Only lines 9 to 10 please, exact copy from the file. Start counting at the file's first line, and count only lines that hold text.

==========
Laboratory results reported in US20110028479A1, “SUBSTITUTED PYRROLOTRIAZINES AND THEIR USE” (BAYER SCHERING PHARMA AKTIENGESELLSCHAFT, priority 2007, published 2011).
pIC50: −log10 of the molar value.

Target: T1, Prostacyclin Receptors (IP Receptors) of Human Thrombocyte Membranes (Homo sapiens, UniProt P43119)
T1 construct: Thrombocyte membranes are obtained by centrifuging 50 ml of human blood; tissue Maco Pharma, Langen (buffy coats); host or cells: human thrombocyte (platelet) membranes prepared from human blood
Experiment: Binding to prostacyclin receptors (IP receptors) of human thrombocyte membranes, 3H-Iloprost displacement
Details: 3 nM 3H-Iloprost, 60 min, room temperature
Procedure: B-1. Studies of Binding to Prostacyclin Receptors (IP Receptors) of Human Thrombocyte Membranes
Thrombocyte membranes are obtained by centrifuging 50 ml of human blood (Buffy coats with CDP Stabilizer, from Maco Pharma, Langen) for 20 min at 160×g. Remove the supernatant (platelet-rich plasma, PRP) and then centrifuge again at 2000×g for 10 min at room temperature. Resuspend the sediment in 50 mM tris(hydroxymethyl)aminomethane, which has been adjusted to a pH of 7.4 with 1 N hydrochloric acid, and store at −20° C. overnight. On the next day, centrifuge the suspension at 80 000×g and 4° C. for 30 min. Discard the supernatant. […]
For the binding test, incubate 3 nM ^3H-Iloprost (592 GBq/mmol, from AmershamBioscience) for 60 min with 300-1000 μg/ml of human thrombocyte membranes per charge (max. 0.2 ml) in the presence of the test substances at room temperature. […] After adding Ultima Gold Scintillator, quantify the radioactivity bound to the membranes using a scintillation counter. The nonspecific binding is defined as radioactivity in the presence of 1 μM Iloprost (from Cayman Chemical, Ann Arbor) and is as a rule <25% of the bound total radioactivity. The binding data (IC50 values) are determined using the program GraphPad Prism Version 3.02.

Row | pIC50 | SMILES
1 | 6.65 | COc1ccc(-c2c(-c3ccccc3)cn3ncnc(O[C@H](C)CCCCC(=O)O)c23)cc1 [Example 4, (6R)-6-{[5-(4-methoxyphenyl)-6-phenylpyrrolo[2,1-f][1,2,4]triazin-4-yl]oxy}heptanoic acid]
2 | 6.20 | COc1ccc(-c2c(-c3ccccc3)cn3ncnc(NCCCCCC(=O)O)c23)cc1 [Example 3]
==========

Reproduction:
For the binding test, incubate 3 nM ^3H-Iloprost (592 GBq/mmol, from AmershamBioscience) for 60 min with 300-1000 μg/ml of human thrombocyte membranes per charge (max. 0.2 ml) in the presence of the test substances at room temperature. […] After adding Ultima Gold Scintillator, quantify the radioactivity bound to the membranes using a scintillation counter. The nonspecific binding is defined as radioactivity in the presence of 1 μM Iloprost (from Cayman Chemical, Ann Arbor) and is as a rule <25% of the bound total radioactivity. The binding data (IC50 values) are determined using the program GraphPad Prism Version 3.02.

Row | pIC50 | SMILES